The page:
Drug Money

A marriage based on mutual attraction and mutual respect would seem to offer a much better prospect than one contrived simply to improve the tax domicile of one party.

Businesses are often evaluated in terms of their infrastructure, financial resources, brand and ideas but it is important to remember that business is also about people. If I was one of the 50,000 or so worldwide employees of AstraZeneca I would not have felt flattered by the style of Pfizer’s approach. Putting aside the money for a moment, surely the chances of success would have been higher if the suitor’s message was more akin to “You are a great company and by joining forces we can learn a lot from each other and in the process become more successful.”

In contrast, employees could be forgiven for picking up primarily negative messages:

“We have loads of cash earned outside the US that we don’t want to take home because of a high corporation tax rate… (so we may as well use it to buy you).

You have a London headquarters that might be useful to us in saving more tax.

There are significant cost-sharing advantages to be gained (we’ll start cutting out the dead wood as soon as we take control).”

Although it is the shareholders who ultimately decide whether a bid will be successful (they have the power to vote out the Board if they don’t agree with it on such a fundamental issue), what shareholders think will be influenced to a large extent by how the Board reacts to the bid. In this case, the Board mounted a robust defence and convinced most of the significant shareholders that by foregoing jam today there would be a lot more jam tomorrow.

The final offer, rejected by the Board of AstraZeneca, was £24.76 in cash (45%) and 1.747 Pfizer shares (55%) per AstraZeneca share, representing a value of £55.00 per AstraZeneca share (based on the closing price of Pfizer shares on 16 May 2014) and valued the company at £69.3 billion.

The bid was dismissed as not reflecting the likely future value of patented drugs in the pipeline and the rejection questioned the ability of Pfizer to deliver that value for shareholders without dilution. In essence, the bid was condemned for being “fundamentally driven by the corporate financial benefits to its shareholders of cost savings and tax minimisation” and also that Pfizer “failed to make a compelling strategic, business or value case”.

Quite rightly, politicians got a little hot under the collar about the prospect of what would have been the largest foreign takeover of a British company to date. To make matters worse, Pfizer was already on the corporate ‘out of favour’ list having closed down its own medical research centre in Sandwich, Kent with the loss of around 1,000 jobs. Promises by Pfizer to retain the research and development capability in the UK for at least 5 years carried little weight. Although the Government was unable to legitimately intervene to block the bid, it did make its concerns clear and helped to inform the debate, albeit a little feebly.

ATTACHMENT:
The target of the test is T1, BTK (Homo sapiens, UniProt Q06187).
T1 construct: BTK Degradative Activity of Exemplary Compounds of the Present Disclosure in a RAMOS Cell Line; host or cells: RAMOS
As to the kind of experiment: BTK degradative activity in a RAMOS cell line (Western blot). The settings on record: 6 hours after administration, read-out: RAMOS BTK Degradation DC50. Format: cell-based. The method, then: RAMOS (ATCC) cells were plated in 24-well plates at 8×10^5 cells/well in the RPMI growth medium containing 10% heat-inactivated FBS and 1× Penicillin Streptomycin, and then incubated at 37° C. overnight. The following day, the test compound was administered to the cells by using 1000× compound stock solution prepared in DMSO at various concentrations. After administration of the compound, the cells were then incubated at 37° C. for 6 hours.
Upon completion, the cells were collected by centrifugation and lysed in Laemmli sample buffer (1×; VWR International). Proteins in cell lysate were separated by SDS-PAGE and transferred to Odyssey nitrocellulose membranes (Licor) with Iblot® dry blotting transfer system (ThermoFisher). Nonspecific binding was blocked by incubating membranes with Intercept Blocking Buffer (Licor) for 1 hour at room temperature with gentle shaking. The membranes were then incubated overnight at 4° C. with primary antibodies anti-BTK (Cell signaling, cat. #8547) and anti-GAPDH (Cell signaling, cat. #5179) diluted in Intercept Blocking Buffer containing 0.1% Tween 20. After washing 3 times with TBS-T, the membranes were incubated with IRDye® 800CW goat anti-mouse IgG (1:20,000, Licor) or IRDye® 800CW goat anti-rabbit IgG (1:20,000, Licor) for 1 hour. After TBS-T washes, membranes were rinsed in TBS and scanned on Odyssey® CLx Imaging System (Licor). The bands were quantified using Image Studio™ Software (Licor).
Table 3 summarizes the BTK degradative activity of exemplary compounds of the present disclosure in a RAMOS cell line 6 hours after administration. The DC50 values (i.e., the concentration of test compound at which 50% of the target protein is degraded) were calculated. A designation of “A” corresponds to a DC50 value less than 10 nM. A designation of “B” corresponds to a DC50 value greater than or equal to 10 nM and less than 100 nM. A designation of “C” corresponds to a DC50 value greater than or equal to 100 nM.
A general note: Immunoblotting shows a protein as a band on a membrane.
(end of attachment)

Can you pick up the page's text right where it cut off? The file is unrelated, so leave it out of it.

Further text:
AstraZeneca makes an important contribution to UK science. The UK market for pharmaceuticals is only 2.5% of the global market by value but roughly 10% of global research and development spend occurs here. AstraZeneca spent £1.5 billion on research and development in the UK during 2012 and is currently in the process of completing the £500 million development of a new research facility in Cambridge. If the UK is to retain its position as a leading centre for medical research it is this type of commitment that is so important.

In recent decades there has been a lot of consolidation in the global pharmaceutical business. There are now effective treatments for most common human ailments and those that do not yet have one are those where it is more difficult and therefore expensive to find one. Also, less prevalent ailments have a smaller potential market, which makes it more difficult to recover the cost of research.

Nevertheless, the global population is getting both older and richer so the next few decades could see a return to the high levels of earnings growth enjoyed by shareholders in the past. It would be good for all of us if the UK economy was a beneficiary of this. Arguably, Government has made a positive contribution to this aim by introducing the patent box scheme, which acts to encourage business to develop patented products, such as medicines, in the UK by promising a 10% corporation tax rate. There are also more generous tax credits for research and development spending.

AstraZeneca is often a top 10 holding in PMW client portfolios, usually accounting for around 0.5% of portfolio value. The stock is favoured for its defensive characteristics, a particularly strong balance sheet and a solid corporate cash flow. We are therefore pleased that the company will be around for a little longer at least.

The AstraZeneca Board now needs to retain shareholder confidence that it is on track to deliver more jam later; the upper range of forecasts suggest annual sales will almost double to £45 billion over the next 8 years. If it does not, any further approach from a cash rich suitor might elicit a different response from shareholders.